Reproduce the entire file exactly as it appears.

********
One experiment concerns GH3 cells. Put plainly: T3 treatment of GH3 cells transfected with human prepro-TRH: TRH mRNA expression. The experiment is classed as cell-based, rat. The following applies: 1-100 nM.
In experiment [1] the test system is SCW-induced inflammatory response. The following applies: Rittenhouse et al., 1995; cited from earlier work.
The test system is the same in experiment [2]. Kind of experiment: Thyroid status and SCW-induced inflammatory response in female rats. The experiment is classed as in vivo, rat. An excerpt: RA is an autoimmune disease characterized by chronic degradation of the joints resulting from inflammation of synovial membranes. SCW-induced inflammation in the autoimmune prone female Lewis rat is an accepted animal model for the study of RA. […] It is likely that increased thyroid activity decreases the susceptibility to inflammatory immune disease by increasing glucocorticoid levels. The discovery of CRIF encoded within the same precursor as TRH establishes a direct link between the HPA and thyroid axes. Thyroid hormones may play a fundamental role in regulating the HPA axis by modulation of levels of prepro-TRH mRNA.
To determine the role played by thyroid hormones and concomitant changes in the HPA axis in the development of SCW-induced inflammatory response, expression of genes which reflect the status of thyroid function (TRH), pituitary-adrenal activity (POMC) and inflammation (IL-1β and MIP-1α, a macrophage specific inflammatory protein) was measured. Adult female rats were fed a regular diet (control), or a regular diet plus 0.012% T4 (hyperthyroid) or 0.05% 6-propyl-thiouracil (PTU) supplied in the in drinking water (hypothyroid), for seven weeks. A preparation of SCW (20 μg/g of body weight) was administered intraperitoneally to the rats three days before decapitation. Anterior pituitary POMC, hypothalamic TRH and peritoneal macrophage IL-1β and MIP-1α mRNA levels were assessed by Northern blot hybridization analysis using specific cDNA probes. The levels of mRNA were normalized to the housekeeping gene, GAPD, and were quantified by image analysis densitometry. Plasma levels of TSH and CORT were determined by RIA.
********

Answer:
One experiment concerns GH3 cells. Put plainly: T3 treatment of GH3 cells transfected with human prepro-TRH: TRH mRNA expression. The experiment is classed as cell-based, rat. The following applies: 1-100 nM.
In experiment [1] the test system is SCW-induced inflammatory response. The following applies: Rittenhouse et al., 1995; cited from earlier work.
The test system is the same in experiment [2]. Kind of experiment: Thyroid status and SCW-induced inflammatory response in female rats. The experiment is classed as in vivo, rat. An excerpt: RA is an autoimmune disease characterized by chronic degradation of the joints resulting from inflammation of synovial membranes. SCW-induced inflammation in the autoimmune prone female Lewis rat is an accepted animal model for the study of RA. […] It is likely that increased thyroid activity decreases the susceptibility to inflammatory immune disease by increasing glucocorticoid levels. The discovery of CRIF encoded within the same precursor as TRH establishes a direct link between the HPA and thyroid axes. Thyroid hormones may play a fundamental role in regulating the HPA axis by modulation of levels of prepro-TRH mRNA.
To determine the role played by thyroid hormones and concomitant changes in the HPA axis in the development of SCW-induced inflammatory response, expression of genes which reflect the status of thyroid function (TRH), pituitary-adrenal activity (POMC) and inflammation (IL-1β and MIP-1α, a macrophage specific inflammatory protein) was measured. Adult female rats were fed a regular diet (control), or a regular diet plus 0.012% T4 (hyperthyroid) or 0.05% 6-propyl-thiouracil (PTU) supplied in the in drinking water (hypothyroid), for seven weeks. A preparation of SCW (20 μg/g of body weight) was administered intraperitoneally to the rats three days before decapitation. Anterior pituitary POMC, hypothalamic TRH and peritoneal macrophage IL-1β and MIP-1α mRNA levels were assessed by Northern blot hybridization analysis using specific cDNA probes. The levels of mRNA were normalized to the housekeeping gene, GAPD, and were quantified by image analysis densitometry. Plasma levels of TSH and CORT were determined by RIA.